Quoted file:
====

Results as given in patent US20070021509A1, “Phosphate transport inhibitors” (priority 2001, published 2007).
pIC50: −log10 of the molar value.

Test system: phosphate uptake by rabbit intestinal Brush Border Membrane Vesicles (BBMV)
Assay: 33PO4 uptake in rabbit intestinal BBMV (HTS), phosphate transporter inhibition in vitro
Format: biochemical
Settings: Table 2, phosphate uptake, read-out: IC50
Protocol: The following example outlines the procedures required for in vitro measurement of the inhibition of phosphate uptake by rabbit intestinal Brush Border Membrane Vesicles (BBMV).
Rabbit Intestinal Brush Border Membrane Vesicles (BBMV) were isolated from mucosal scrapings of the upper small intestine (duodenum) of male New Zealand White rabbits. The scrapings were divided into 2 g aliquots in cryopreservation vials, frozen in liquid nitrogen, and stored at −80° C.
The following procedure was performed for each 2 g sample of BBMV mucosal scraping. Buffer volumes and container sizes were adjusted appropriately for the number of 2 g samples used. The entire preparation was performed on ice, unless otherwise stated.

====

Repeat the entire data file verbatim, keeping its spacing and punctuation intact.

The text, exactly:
Results as given in patent US20070021509A1, “Phosphate transport inhibitors” (priority 2001, published 2007).
pIC50: −log10 of the molar value.

Test system: phosphate uptake by rabbit intestinal Brush Border Membrane Vesicles (BBMV)
Assay: 33PO4 uptake in rabbit intestinal BBMV (HTS), phosphate transporter inhibition in vitro
Format: biochemical
Settings: Table 2, phosphate uptake, read-out: IC50
Protocol: The following example outlines the procedures required for in vitro measurement of the inhibition of phosphate uptake by rabbit intestinal Brush Border Membrane Vesicles (BBMV).
Rabbit Intestinal Brush Border Membrane Vesicles (BBMV) were isolated from mucosal scrapings of the upper small intestine (duodenum) of male New Zealand White rabbits. The scrapings were divided into 2 g aliquots in cryopreservation vials, frozen in liquid nitrogen, and stored at −80° C.
The following procedure was performed for each 2 g sample of BBMV mucosal scraping. Buffer volumes and container sizes were adjusted appropriately for the number of 2 g samples used. The entire preparation was performed on ice, unless otherwise stated.